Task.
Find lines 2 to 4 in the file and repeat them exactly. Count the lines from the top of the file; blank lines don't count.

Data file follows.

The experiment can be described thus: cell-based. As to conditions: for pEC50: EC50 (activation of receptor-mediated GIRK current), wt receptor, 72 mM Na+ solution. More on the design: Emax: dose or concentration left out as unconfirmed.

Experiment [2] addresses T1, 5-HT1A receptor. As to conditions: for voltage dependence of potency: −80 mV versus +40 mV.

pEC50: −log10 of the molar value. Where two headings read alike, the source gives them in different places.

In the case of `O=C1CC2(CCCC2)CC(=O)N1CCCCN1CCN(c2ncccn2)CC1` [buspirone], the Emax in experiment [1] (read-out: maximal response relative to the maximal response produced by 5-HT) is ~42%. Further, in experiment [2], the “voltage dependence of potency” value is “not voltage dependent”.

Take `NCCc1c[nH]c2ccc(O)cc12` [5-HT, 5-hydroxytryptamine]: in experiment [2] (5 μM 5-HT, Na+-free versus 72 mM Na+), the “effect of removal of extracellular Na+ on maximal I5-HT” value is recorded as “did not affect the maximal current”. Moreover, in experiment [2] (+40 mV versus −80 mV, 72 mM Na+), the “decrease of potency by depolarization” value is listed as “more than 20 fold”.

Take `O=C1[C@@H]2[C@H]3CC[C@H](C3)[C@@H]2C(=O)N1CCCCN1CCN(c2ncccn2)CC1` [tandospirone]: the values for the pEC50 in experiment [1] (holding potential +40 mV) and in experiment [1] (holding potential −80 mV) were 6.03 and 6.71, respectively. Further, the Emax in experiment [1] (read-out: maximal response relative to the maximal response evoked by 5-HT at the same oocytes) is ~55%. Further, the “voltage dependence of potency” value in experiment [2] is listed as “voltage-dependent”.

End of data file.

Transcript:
Experiment [2] addresses T1, 5-HT1A receptor. As to conditions: for voltage dependence of potency: −80 mV versus +40 mV.

pEC50: −log10 of the molar value. Where two headings read alike, the source gives them in different places.

In the case of `O=C1CC2(CCCC2)CC(=O)N1CCCCN1CCN(c2ncccn2)CC1` [buspirone], the Emax in experiment [1] (read-out: maximal response relative to the maximal response produced by 5-HT) is ~42%. Further, in experiment [2], the “voltage dependence of potency” value is “not voltage dependent”.